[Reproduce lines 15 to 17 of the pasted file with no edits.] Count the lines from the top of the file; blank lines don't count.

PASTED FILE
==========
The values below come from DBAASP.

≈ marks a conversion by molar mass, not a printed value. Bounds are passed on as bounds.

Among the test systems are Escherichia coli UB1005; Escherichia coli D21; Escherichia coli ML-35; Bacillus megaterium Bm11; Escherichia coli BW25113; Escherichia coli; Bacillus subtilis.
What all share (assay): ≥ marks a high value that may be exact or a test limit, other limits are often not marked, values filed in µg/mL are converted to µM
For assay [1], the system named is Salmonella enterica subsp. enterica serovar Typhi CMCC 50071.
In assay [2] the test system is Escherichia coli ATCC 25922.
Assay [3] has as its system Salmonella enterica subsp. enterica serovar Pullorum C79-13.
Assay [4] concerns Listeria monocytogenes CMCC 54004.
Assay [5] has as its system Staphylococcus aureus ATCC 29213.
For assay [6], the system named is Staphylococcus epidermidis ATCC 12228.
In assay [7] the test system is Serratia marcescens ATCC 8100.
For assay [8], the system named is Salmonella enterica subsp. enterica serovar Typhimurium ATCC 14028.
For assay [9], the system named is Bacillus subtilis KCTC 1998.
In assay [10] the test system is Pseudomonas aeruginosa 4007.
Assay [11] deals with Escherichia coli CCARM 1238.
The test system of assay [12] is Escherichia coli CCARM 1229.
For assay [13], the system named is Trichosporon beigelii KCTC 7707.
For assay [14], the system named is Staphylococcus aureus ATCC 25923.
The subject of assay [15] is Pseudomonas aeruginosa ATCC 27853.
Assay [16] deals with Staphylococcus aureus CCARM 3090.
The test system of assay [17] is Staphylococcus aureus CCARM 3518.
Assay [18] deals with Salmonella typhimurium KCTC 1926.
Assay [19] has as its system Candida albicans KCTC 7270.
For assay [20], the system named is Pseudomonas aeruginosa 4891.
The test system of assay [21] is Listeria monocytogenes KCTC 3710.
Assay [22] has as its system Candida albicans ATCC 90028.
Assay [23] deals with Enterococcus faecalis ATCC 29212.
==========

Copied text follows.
Assay [11] deals with Escherichia coli CCARM 1238.
The test system of assay [12] is Escherichia coli CCARM 1229.
For assay [13], the system named is Trichosporon beigelii KCTC 7707.